Jeremy Lin's Struggles Continue; A Look at the Houston Rockets' Season Woes & Struggles, James Harden Shooting Percentage Worsens (Photo : Reuters)
James Harden was under the weather Monday night, which certainly didn't help the Rockets in their losing cause, dropping their third straight game in a loss to the Utah Jazz 102-91 in Salt Lake City.
But it's been the Rockets that have looked rather sickly over the last nine games, seven of which they've lost this season to drop to a 4-7 season record, worst in the Southwest Division.
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Defensively, Houston has looked lethargic this season, giving up 101.7 points to opponents in their last nine games since their first loss of the season, 95-85, on Nov. 3 at home to the Portland Trail Blazers.
It's been a problem that Rockets players have noticed, but thus far have not been able to correct.
"We can't keep getting these double-digit leads in the first half and give them away," forward Chandler Parsons told NBA.com. "We've got to come out there in the third quarter with energy and not allow that."
Despite James Harden still ranking No.3 in the league in scoring with 24.3 points per game, there has been a slight tapering off in his last four games-though understandably, Monday's game should have an asterisk as he only played 17 minutes and was taken out with respiratory problems. Prior to that, Harden scored 30 in a win over New Orleans on Nov. 14, then 29 in the Nov. 16 loss to Portland and dropped to 20 points in the Lakers 119-108 thrashing of Houston on Saturday.
Part of Harden's problems of late have been his shooting percentages. While he started off strong, defenses have added more pressure on the league's newest superstar, holding him to a mere .428 field goal percentage. Compared to other elite scores such Lakers center Dwight Howard's .681 percentage, Kobe Bryant's .528 average, Miami's Lebron James (.524) and Chris Bosh (.552) and Oklahoma City's Kevin Durant (.511), those aren't good shooting numbers.
Other players like Omer Asik and Patrick Patterson have picked up the slack on offense to give Houston more balance on offensive duties, but Jeremy Lin's role has shifted drastically as of late.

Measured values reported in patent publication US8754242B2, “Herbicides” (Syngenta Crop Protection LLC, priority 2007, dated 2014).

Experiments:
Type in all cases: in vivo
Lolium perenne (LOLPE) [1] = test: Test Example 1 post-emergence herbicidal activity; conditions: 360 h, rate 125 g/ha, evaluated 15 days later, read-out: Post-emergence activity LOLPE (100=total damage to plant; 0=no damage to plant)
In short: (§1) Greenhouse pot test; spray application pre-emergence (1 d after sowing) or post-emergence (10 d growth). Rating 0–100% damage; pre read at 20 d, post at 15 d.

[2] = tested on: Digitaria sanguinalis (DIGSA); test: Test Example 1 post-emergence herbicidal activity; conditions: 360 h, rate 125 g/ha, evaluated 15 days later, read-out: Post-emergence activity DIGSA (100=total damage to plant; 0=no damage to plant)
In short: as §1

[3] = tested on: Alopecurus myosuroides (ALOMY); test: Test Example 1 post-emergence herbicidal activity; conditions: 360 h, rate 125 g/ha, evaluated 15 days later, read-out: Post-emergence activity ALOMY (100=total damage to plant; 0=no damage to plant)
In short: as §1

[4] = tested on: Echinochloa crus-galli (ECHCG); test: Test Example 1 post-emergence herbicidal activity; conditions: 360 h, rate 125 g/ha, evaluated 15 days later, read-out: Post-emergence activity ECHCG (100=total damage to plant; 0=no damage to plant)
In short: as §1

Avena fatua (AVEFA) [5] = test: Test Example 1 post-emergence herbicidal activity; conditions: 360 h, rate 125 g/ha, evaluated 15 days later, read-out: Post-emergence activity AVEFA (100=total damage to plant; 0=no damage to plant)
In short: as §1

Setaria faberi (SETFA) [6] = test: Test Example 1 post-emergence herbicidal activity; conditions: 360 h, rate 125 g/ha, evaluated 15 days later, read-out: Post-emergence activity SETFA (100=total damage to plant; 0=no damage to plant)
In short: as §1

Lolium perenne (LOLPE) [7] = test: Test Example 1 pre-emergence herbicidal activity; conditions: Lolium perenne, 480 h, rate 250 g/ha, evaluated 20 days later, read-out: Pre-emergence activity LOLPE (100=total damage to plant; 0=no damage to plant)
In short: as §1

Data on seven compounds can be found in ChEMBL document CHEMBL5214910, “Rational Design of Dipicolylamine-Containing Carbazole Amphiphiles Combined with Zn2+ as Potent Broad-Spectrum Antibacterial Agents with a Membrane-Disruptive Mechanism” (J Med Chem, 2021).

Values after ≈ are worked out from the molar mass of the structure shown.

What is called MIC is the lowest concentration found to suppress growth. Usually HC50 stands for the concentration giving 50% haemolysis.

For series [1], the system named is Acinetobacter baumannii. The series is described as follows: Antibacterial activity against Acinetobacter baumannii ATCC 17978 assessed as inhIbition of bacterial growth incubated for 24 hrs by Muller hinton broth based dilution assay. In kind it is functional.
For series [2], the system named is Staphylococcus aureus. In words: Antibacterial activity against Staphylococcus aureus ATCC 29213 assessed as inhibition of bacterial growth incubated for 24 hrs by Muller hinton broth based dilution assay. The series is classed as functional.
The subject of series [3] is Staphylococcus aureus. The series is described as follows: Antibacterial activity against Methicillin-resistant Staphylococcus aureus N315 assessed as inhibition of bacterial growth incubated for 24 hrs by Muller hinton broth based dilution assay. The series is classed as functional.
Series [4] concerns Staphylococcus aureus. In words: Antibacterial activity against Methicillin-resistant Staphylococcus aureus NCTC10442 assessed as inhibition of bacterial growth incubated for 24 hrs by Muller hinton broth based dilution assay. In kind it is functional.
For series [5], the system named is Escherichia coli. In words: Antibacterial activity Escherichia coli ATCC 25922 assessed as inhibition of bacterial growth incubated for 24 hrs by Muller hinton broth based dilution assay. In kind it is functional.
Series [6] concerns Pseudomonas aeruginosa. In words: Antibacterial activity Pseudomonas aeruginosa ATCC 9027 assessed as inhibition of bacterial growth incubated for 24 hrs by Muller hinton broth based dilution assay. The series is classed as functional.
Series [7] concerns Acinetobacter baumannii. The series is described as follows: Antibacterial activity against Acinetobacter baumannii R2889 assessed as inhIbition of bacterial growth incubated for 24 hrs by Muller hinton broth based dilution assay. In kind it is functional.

While Lin arrived in Houston fresh off his scoring and passing barrage that fueled the New York Knicks' drive to the NBA playoffs last season, he has rapidly turned into a more pass-first oriented point guard, taking less shots in favor of more assists, dishing 6.6 per game this season to rank 13th in the league. Averaging 10.5 points per game in the last 11 Rockets contests, Lin's shooting has been dreadful, with a mere .342 percent field goal average this season.
Lin recently told the New York Times that he was enjoying the low-key nature of Houston as compared to the limelight of New York that shined brightly on him when his play last season made him the center of a media frenzy. In theory, with the pressure of the big city off of him, he should have been able to have relaxed and let loose more on offense. Instead, for any number of reasons--be it the full status of his recovery from MCL surgery or his adjustments to new teammates and a new system, certainly not helped with coach Kevin McHale recently taking a leave of absence--Lin has yet to find the touch from the field. And that's not good for the Rockets.
A lot of Houston's struggles can be expected of a new team that is still in the "getting-to-know-you" phase this early in the season, but without a quick few wins, the Rockets could end up burying themselves in an early season hole from which there might not be any escaping. The Rockets must hit the afterburners and rise to the challenge, or their promising season may fizzle out before it ever really begins.